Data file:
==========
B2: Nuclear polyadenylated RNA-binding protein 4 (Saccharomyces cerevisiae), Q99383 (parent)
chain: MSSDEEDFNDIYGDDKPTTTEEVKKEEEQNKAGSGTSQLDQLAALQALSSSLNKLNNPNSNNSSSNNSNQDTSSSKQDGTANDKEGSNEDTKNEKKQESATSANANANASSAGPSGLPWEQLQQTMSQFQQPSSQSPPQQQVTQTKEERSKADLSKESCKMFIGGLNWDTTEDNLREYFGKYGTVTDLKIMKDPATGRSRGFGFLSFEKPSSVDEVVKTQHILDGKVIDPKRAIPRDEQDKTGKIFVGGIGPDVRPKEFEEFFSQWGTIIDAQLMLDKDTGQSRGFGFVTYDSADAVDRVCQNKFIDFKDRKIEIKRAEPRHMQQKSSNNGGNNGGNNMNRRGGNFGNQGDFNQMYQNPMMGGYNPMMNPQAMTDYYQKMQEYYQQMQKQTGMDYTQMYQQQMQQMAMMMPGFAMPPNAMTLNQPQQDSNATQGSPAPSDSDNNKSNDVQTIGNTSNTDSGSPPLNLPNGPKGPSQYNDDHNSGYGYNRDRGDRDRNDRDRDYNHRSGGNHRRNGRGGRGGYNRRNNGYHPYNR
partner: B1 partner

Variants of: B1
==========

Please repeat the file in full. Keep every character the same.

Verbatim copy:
B2: Nuclear polyadenylated RNA-binding protein 4 (Saccharomyces cerevisiae), Q99383 (parent)
chain: MSSDEEDFNDIYGDDKPTTTEEVKKEEEQNKAGSGTSQLDQLAALQALSSSLNKLNNPNSNNSSSNNSNQDTSSSKQDGTANDKEGSNEDTKNEKKQESATSANANANASSAGPSGLPWEQLQQTMSQFQQPSSQSPPQQQVTQTKEERSKADLSKESCKMFIGGLNWDTTEDNLREYFGKYGTVTDLKIMKDPATGRSRGFGFLSFEKPSSVDEVVKTQHILDGKVIDPKRAIPRDEQDKTGKIFVGGIGPDVRPKEFEEFFSQWGTIIDAQLMLDKDTGQSRGFGFVTYDSADAVDRVCQNKFIDFKDRKIEIKRAEPRHMQQKSSNNGGNNGGNNMNRRGGNFGNQGDFNQMYQNPMMGGYNPMMNPQAMTDYYQKMQEYYQQMQKQTGMDYTQMYQQQMQQMAMMMPGFAMPPNAMTLNQPQQDSNATQGSPAPSDSDNNKSNDVQTIGNTSNTDSGSPPLNLPNGPKGPSQYNDDHNSGYGYNRDRGDRDRNDRDRDYNHRSGGNHRRNGRGGRGGYNRRNNGYHPYNR
partner: B1 partner

Variants of: B1